WASHINGTON – The Environmental Protection Agency’s Office of Chemical Safety and Pollution Prevention today announced three actions to protect the public from the toxic “forever chemicals” known as PFAS.
First, the agency issued a pre-publication data collection rule, as required by Congress under the fiscal year 2020 National Defense Authorization Act, or NDAA. The proposed rule would require manufacturers and importers of any PFAS in any year since 2011 to report information related to chemical identity, categories of use, volumes manufactured and processed, byproducts, environmental and health effects, worker exposure and disposal. The NDAA required the EPA to finalize this rule by 2023, so the EPA is well ahead of schedule.
Second, the EPA also rescinded a guidance that was issued in the final days of the Trump administration without consideration of public comment. The guidance further weakened a July 2020 EPA rule prohibiting companies from importing products like carpets and furniture that use so-called long-chain PFAS in surface coatings without prior approval. The Trump guidance would have significantly narrowed the definition of “surface coating,” limiting the number of PFAS-containing products subject to the rule.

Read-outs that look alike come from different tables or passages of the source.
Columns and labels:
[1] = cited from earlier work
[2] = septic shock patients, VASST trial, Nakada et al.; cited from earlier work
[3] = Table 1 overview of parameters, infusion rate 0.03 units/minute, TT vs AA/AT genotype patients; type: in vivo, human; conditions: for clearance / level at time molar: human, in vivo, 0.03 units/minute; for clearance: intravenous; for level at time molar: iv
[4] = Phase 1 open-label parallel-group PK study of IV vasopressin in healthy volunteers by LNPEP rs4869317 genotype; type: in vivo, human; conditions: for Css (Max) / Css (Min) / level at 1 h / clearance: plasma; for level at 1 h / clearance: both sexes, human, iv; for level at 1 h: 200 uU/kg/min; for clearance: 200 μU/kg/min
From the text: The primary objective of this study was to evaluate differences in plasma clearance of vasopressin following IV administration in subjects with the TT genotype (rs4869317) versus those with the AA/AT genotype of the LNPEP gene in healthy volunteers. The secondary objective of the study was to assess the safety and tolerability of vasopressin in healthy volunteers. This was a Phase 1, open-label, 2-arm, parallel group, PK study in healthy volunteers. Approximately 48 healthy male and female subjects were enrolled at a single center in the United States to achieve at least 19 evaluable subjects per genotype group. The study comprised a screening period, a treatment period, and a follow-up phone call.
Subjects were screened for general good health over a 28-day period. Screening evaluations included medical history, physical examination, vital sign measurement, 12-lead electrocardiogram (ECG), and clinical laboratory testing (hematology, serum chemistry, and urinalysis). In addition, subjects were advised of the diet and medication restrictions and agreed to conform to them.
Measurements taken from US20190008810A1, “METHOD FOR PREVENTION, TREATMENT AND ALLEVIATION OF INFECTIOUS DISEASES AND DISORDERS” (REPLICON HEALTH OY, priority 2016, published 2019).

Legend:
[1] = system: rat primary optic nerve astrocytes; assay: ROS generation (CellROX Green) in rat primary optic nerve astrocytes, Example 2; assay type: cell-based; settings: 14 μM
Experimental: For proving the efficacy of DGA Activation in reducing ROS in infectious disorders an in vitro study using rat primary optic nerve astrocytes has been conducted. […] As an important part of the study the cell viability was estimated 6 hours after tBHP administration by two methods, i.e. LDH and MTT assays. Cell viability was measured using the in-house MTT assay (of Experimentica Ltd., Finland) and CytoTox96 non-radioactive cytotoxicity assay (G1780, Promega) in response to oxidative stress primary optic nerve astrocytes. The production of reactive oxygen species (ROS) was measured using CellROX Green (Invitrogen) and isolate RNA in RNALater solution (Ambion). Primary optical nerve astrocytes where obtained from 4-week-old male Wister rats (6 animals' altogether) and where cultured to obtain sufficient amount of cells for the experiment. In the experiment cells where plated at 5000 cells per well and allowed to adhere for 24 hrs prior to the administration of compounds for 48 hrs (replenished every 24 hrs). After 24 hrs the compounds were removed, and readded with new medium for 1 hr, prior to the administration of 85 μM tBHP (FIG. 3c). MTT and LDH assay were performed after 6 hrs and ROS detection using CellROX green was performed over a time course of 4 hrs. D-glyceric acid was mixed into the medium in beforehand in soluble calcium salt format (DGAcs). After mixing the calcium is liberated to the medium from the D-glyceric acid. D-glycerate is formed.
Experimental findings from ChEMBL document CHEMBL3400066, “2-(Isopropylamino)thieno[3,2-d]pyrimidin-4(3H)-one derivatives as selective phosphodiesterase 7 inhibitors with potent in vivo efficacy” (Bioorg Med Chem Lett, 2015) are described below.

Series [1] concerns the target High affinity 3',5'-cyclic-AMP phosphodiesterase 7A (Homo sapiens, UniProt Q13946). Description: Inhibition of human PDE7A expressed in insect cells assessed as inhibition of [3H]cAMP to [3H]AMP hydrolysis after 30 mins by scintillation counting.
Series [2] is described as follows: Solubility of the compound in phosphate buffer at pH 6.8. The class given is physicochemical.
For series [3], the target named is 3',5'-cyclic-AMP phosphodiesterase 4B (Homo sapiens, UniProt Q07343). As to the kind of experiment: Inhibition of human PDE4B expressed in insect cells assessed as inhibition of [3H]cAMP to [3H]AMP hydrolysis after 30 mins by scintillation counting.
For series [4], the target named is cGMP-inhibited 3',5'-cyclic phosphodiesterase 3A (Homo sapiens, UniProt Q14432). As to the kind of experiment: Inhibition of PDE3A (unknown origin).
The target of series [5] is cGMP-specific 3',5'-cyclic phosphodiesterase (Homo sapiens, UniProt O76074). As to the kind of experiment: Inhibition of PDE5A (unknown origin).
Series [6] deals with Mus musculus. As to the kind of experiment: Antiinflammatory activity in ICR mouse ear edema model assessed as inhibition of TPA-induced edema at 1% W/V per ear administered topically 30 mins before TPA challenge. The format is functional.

Finally, the EPA announced that it is adding three new PFAS chemicals to the Toxics Release Inventory, as required by the NDAA. These three PFAS are in addition to 172 PFAS chemicals added to the TRI in 2020. Beginning in 2022, manufacturers using these three PFAS chemicals will have to report any annual releases over 100 pounds.
“EWG applauds the actions taken today by the EPA chemicals office to quickly collect critical industry data on PFAS chemical uses and health risks; regulate more imported products containing PFAS; and require more TRI reporting,” said Melanie Benesh, EWG’s legislative attorney. “Proposing the data collection rule well ahead of statutory deadlines demonstrates the chemicals office is giving PFAS the urgency they deserve. The information collected under this rule will bring much-needed transparency to PFAS use and production and risks to workers and nearby communities.”
The Environmental Working Group is a nonprofit, non-partisan organization that empowers people to live healthier lives in a healthier environment. Through research, advocacy and unique education tools, EWG drives consumer choice and civic action.